The "good" news is that the damage to the back of the mirror is less than anticipated. The three areas of concern were the "hard points" where the mirror is in contact with the cell. Two of those regions show imprinted cracks roughly the size and shape of a thumbprint. One of the hard point regions on the mirror showed no visible damage. None of the three hard point regions on the mirror show evidence of crack propagation. Plans for tomorrow are to apply epoxy to the damaged areas to stabilize them for the trip to Tucson. After work today, the mirror was placed in a safe storage position: halfway back inside the cell. The mirror is snuggly supported on all sides by a mercury-filled band and metal spacers within the cell.
Late in the week, the surface of the "outer ring" and "4 o'clock" cracks (visible in the high resolution image of the central cracked region) was ground out by Gary Poczulp in anticipation of HF etching scheduled for next week. The grinding of the cracks creates small regions on the mirror surface where the HF will be able to pool, and allow the HF to travel along the cracks and hopefully reach their ends. The HF "etching" opens the cracks, rounds out their ends, and will allow epoxy or UV-curing cement to fill in the cracks and stabilize them.
The NOAO Director and NOAO Safety Manager have organized an external Safety Management Review to provide a general review of the processes, procedures, and policies in and around the Blanco as they pertain to the safety of both people and equipment. This review will be held on 26-28 March, with panelists including two safety experts from DOE laboratories and others with experience in Observatory operations. While preparations for DECam installation continue, including removal of the cass cage and primary mirror, work on the installation of DECam will be suspended before the removal of the Prime Focus cage, the first major lift of the cage installation process. Work will resume after the initial report of the panel has been evaluated for immediate actions.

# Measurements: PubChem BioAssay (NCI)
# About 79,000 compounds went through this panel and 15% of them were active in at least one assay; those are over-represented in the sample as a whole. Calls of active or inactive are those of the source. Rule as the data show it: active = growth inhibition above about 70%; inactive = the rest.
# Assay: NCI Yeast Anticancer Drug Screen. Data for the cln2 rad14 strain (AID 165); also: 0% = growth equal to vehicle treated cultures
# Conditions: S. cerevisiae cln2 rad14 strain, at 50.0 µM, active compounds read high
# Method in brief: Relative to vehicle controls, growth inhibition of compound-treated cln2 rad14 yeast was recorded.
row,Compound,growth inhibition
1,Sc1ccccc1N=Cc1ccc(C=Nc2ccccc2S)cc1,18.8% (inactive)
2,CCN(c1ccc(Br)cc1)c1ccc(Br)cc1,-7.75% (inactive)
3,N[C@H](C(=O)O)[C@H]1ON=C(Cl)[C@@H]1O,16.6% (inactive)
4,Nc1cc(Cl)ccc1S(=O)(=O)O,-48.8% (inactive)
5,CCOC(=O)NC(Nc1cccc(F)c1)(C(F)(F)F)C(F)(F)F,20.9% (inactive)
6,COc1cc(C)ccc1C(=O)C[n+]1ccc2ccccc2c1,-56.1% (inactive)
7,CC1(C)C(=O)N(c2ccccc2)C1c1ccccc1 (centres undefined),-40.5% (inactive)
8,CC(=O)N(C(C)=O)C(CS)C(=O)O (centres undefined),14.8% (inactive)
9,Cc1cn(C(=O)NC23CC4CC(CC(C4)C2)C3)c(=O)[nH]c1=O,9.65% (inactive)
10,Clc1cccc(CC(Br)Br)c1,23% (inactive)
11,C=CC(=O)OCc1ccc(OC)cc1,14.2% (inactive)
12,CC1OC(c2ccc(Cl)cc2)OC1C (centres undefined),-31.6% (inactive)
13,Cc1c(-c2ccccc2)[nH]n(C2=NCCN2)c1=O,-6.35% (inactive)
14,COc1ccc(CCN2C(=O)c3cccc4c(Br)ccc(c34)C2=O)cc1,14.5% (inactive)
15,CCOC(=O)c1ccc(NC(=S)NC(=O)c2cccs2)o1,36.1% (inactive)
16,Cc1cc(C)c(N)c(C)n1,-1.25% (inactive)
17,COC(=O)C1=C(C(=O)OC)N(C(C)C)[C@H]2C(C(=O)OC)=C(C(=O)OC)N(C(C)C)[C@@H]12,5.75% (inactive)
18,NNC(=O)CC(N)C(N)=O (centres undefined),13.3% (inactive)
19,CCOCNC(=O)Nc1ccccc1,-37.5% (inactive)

On Monday March 12th, the f/8 assembly was placed on the mirror removal cart, and the f/8 counterweight (which was also acting as a mirror cover) was separated and removed from the mirror. The damage to the center of the mirror was reassessed to see whether any further cracking was noticeable (no noticeable difference was seen). On Tuesday March 13th, most of the rest of the aluminum was removed from the front of the f/8 mirror, however thus far the translucence of the Cer-vit glass is preventing a clear view of the damage to the edge near the three hard points. More detailed inspection of these key locations will have to await removal of the mirror cell after the front cracks are stabilized. Preparations were made for working with HF, which is needed for rounding the sharp edges of the cracks, in an effort to halt the propagation of cracks. Further safety meetings regarding working with HF acid will take place before work commences on the mirror.